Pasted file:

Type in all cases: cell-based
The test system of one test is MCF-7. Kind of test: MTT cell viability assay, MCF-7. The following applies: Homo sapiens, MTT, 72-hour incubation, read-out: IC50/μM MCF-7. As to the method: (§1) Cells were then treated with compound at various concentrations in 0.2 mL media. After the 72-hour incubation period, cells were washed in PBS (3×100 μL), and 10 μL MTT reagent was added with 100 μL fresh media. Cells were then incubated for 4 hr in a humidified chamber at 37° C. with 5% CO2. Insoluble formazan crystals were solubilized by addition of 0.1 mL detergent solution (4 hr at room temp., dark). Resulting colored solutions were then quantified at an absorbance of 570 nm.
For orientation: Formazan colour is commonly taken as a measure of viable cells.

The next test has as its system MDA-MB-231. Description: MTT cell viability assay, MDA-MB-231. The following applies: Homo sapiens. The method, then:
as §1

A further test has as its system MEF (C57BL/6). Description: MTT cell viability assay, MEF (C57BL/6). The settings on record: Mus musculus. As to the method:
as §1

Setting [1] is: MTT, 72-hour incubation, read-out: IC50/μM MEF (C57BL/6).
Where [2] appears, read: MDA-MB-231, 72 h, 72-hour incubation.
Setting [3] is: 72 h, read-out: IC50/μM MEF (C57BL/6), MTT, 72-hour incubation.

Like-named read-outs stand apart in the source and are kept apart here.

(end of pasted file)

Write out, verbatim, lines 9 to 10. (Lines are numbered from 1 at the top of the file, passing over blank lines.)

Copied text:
Where [2] appears, read: MDA-MB-231, 72 h, 72-hour incubation.
Setting [3] is: 72 h, read-out: IC50/μM MEF (C57BL/6), MTT, 72-hour incubation.